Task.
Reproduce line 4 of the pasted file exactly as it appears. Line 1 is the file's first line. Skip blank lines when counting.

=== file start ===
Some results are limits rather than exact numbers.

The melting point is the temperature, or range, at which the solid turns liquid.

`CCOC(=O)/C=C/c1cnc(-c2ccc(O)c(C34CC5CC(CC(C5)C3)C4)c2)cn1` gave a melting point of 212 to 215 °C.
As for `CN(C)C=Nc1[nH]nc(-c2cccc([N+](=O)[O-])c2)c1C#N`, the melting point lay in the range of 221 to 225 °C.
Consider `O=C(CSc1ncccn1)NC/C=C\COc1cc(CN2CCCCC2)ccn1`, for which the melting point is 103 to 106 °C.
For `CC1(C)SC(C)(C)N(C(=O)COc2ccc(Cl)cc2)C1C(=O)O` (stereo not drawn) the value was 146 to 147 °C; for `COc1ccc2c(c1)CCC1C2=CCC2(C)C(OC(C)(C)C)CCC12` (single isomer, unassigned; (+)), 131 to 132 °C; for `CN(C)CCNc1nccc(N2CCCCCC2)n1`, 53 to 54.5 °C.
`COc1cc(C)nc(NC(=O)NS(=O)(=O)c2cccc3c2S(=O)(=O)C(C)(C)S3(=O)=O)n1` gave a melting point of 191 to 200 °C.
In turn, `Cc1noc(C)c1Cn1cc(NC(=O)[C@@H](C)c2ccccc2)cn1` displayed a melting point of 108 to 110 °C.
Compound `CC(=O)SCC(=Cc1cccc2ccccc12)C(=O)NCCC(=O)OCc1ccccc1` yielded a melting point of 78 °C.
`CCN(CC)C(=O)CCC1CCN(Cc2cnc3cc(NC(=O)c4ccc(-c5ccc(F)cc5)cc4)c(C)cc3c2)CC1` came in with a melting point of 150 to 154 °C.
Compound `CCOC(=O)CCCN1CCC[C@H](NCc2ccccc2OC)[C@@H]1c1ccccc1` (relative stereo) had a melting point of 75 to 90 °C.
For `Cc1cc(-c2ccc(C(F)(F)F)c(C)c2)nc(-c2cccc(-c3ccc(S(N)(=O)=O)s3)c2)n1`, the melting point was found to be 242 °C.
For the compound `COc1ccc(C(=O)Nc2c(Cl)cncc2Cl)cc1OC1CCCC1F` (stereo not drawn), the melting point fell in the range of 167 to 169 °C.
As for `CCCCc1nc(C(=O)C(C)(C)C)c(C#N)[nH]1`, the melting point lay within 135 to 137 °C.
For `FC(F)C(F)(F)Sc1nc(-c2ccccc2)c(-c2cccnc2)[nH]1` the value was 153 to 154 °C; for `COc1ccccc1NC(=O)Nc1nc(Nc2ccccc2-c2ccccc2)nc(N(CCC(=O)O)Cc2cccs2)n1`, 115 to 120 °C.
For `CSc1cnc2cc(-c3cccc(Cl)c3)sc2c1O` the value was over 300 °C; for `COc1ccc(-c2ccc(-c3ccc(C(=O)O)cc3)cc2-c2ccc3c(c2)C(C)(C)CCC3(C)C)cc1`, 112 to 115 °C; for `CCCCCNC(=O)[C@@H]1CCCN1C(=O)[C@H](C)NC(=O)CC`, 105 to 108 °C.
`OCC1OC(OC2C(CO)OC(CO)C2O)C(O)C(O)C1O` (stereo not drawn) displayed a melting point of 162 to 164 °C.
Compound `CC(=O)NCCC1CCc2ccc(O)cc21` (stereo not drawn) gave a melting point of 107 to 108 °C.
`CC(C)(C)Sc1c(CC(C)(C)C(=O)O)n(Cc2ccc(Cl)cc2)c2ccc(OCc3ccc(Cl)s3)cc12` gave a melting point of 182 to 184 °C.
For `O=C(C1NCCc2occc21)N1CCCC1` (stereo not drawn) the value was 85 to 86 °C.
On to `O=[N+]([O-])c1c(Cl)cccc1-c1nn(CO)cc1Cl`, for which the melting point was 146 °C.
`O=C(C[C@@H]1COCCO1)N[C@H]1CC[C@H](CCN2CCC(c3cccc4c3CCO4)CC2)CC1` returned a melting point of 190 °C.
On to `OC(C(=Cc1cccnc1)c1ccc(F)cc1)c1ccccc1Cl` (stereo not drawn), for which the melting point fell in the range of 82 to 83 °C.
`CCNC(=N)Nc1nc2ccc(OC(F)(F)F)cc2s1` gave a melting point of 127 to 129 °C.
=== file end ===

As for `CN(C)C=Nc1[nH]nc(-c2cccc([N+](=O)[O-])c2)c1C#N`, the melting point lay in the range of 221 to 225 °C.